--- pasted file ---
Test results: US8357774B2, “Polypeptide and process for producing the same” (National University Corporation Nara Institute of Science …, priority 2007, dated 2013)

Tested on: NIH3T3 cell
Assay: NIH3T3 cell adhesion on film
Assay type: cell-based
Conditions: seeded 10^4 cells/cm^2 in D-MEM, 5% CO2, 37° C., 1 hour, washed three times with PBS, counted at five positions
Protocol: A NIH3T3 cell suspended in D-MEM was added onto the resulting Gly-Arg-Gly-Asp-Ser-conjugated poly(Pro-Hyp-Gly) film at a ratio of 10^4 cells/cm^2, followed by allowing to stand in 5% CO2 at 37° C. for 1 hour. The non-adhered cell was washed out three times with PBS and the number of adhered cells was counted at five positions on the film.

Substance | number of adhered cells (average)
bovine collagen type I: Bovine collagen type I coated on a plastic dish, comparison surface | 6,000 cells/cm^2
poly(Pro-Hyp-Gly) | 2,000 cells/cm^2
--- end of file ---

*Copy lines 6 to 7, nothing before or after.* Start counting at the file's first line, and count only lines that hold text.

Protocol: A NIH3T3 cell suspended in D-MEM was added onto the resulting Gly-Arg-Gly-Asp-Ser-conjugated poly(Pro-Hyp-Gly) film at a ratio of 10^4 cells/cm^2, followed by allowing to stand in 5% CO2 at 37° C. for 1 hour. The non-adhered cell was washed out three times with PBS and the number of adhered cells was counted at five positions on the film.

Substance | number of adhered cells (average)